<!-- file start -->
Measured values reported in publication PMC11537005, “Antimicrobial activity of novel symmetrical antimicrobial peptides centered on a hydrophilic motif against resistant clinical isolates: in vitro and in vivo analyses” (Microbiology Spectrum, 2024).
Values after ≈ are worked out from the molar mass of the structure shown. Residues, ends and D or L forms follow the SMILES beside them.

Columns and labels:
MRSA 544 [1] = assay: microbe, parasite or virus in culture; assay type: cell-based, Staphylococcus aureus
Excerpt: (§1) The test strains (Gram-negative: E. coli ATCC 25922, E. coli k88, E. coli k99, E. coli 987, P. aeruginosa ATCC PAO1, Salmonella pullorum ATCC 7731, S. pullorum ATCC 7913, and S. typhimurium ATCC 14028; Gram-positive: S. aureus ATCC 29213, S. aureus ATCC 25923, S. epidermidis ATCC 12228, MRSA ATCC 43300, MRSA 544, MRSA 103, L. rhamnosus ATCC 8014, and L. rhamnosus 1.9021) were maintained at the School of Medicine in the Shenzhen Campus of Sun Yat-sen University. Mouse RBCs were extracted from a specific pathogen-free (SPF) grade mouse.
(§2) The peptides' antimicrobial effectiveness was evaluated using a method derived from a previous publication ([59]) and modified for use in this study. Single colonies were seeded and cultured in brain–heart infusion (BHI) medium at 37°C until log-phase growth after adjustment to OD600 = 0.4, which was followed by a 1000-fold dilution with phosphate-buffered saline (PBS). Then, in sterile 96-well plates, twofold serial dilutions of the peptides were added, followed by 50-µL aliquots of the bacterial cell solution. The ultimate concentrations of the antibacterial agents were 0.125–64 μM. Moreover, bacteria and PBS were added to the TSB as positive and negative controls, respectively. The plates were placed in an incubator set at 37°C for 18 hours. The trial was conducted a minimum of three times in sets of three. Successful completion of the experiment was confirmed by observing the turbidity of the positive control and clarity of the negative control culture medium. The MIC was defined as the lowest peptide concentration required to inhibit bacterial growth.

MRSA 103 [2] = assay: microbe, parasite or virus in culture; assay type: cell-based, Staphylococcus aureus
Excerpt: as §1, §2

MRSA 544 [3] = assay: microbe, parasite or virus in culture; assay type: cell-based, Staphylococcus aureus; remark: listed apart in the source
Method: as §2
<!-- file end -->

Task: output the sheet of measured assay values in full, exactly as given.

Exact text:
Measured values reported in publication PMC11537005, “Antimicrobial activity of novel symmetrical antimicrobial peptides centered on a hydrophilic motif against resistant clinical isolates: in vitro and in vivo analyses” (Microbiology Spectrum, 2024).
Values after ≈ are worked out from the molar mass of the structure shown. Residues, ends and D or L forms follow the SMILES beside them.

Columns and labels:
MRSA 544 [1] = assay: microbe, parasite or virus in culture; assay type: cell-based, Staphylococcus aureus
Excerpt: (§1) The test strains (Gram-negative: E. coli ATCC 25922, E. coli k88, E. coli k99, E. coli 987, P. aeruginosa ATCC PAO1, Salmonella pullorum ATCC 7731, S. pullorum ATCC 7913, and S. typhimurium ATCC 14028; Gram-positive: S. aureus ATCC 29213, S. aureus ATCC 25923, S. epidermidis ATCC 12228, MRSA ATCC 43300, MRSA 544, MRSA 103, L. rhamnosus ATCC 8014, and L. rhamnosus 1.9021) were maintained at the School of Medicine in the Shenzhen Campus of Sun Yat-sen University. Mouse RBCs were extracted from a specific pathogen-free (SPF) grade mouse.
(§2) The peptides' antimicrobial effectiveness was evaluated using a method derived from a previous publication ([59]) and modified for use in this study. Single colonies were seeded and cultured in brain–heart infusion (BHI) medium at 37°C until log-phase growth after adjustment to OD600 = 0.4, which was followed by a 1000-fold dilution with phosphate-buffered saline (PBS). Then, in sterile 96-well plates, twofold serial dilutions of the peptides were added, followed by 50-µL aliquots of the bacterial cell solution. The ultimate concentrations of the antibacterial agents were 0.125–64 μM. Moreover, bacteria and PBS were added to the TSB as positive and negative controls, respectively. The plates were placed in an incubator set at 37°C for 18 hours. The trial was conducted a minimum of three times in sets of three. Successful completion of the experiment was confirmed by observing the turbidity of the positive control and clarity of the negative control culture medium. The MIC was defined as the lowest peptide concentration required to inhibit bacterial growth.

MRSA 103 [2] = assay: microbe, parasite or virus in culture; assay type: cell-based, Staphylococcus aureus
Excerpt: as §1, §2

MRSA 544 [3] = assay: microbe, parasite or virus in culture; assay type: cell-based, Staphylococcus aureus; remark: listed apart in the source
Method: as §2